Cleaning Up the Poop

It was just a wisp at first.  That moment when you smell something that is out of place.  It’s not the cookies in the oven or the cinnamon tart quaintly melting on the counter.  No, this was the smell of poop.  Sewage.  You know, sewage.

Have you ever had one of those weeks?  Months? Years?  Yeah, for us it was the week before Christmas a couple years ago.  I guess we were overdue.  The sewer backed up into our basement.  We found out that there was no access.  So the plumber had to cut our main pipe to clean out the line.  Have you ever seen a main sewage pipe?  It’s almost as big around as a small woman’s waist.

Clogged.  With sewage.  Use your imagination here.  Or maybe not.

It took 4 hours of overtime, 8 pm to midnight, 3 days before Christmas to snake out the system.

When the men left, they dragged their dripping equipment across our basement floor, across our rug, up the basement stairs, and across our kitchen floor.  My husband, my hero, picked up the other end of the hose to carry it across the dining room carpeting.  It still dripped.  What was it dripping?

Black, stinky sewage.  On light tan carpeting.

My husband, my hero, stayed up until almost 2 am to clean the floor in the basement.

The next day, two days before Christmas, he threw the basement wool throw rug into our almost new high tech front load washing machine.

Which promptly clogged up the pump and just about every hose in our almost new high tech front load washing machine with little wool hairs and backed the water up onto the floor.

My pastor husband did not speak very pastorally.  Use your imagination.  Or maybe not.

Most of our family was visiting, which included our two toddler grandchildren.  Have you ever seen the amount of laundry toddlers produce?  Bless the technician’s heart who came out the day after Christmas and didn’t charge us overtime.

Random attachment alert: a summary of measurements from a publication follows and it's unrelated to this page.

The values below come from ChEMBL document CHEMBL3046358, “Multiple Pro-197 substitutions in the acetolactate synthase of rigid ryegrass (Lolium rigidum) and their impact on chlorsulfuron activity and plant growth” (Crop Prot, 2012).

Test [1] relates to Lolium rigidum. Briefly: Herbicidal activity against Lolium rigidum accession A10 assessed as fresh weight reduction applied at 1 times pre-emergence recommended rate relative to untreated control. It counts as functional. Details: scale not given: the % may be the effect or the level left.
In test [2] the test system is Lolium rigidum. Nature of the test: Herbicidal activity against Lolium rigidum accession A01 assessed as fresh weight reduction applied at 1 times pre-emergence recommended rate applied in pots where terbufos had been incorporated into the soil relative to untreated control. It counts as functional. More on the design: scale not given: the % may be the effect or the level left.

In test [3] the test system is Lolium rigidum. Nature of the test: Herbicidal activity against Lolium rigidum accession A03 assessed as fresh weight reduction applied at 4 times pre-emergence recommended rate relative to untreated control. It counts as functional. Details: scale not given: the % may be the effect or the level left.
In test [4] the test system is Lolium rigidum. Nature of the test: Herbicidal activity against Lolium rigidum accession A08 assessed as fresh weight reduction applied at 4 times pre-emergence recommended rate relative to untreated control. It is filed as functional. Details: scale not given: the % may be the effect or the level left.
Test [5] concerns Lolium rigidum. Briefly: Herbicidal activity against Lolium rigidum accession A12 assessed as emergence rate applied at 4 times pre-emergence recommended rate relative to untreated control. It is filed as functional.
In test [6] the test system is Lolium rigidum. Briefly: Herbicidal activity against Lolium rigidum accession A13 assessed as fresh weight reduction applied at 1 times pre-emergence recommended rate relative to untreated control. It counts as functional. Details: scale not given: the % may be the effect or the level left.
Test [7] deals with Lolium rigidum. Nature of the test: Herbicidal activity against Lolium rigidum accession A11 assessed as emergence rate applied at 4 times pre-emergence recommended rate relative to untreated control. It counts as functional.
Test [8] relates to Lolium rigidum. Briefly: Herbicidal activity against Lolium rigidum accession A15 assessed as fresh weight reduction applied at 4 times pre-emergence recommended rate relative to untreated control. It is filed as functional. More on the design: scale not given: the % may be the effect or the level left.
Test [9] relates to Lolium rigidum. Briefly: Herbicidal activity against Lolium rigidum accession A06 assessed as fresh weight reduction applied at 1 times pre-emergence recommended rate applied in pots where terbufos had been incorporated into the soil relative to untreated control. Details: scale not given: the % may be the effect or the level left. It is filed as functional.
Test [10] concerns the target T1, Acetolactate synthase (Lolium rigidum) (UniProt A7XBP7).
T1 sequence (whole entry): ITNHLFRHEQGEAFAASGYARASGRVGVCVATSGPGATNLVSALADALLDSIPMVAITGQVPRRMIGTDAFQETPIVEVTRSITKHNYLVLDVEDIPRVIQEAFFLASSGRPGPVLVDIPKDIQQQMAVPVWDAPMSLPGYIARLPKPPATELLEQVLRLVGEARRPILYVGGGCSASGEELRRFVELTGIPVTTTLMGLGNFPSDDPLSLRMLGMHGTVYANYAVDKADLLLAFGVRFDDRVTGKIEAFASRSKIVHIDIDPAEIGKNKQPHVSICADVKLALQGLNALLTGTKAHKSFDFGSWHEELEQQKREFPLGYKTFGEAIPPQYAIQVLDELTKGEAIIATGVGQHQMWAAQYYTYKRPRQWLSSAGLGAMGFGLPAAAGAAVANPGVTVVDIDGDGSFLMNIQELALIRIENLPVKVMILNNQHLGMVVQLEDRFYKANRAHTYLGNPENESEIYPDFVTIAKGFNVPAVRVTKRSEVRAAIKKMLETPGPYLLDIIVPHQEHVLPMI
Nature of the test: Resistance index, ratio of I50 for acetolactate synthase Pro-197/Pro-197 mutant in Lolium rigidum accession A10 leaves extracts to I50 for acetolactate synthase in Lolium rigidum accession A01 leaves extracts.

That Christmas was supposed to be special.  We had everyone together, except for our one son-in-law, who works an amazingly tough job away from home.  My expectations soared.  But our daughter Emily and her husband and son were moving West to Phoenix.  Our grandson’s world was turned upside down.  Our house filled with tension between the string of events caused by backed up poop and too much commotion.

I blinked and Christmas Eve and Christmas Day were gone.

We didn’t get a family picture.  In fact, we got very few pictures with people in them.

We didn’t watch our traditional Christmas Eve movie.

We didn’t play a game.

We didn’t even light our Advent Wreath once.

A surprise present that I planned for my husband’s birthday in January fell terribly flat.

The expenses to fix broken things piled up.

Isn’t that what Jesus came for?

The peace the angel talked about in Luke chapter 2 was not so much a worldly peace where wars would never happen or circumstances would be perfect.  The angel spoke of a supernatural peace available from knowing God through Jesus Christ. Even though our house filled with a different aroma 3 days before Christmas, even though we didn’t take a family picture, watch our Christmas Eve movie, gather round the table for a game, or light our Advent Wreath, Jesus dwelled here.  Because He promises to be Emmanuel, God With Us.

Why do we try to hide the fact that sewage exists?  It exists physically and spiritually and mentally and emotionally.  Rejoice in peace, because our Savior is with us.  As I look back over Christmas 2013, I will find the beautiful moments and know that there is always one eternal moment to hold close in our hearts…Emmanuel God With Us.

Luke, 2:8-14

8And there were shepherds living out in the fields nearby, keeping watch over their flocks at night. 9An angel of the Lord appeared to them, and the glory of the Lord shone around them, and they were terrified. 10But the angel said to them, “Do not be afraid. I bring you good news that will cause great joy for all the people.11Today in the town of David a Savior has been born to you; he is the Messiah, the Lord. 12This will be a sign to you: You will find a baby wrapped in cloths and lying in a manger.”

13Suddenly a great company of the heavenly host appeared with the angel, praising God and saying,

14“Glory to God in the highest heaven,

and on earth peace to those on whom his favor rests.”

Luke_2_13_14(2)

 

 

 


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Bragging Rights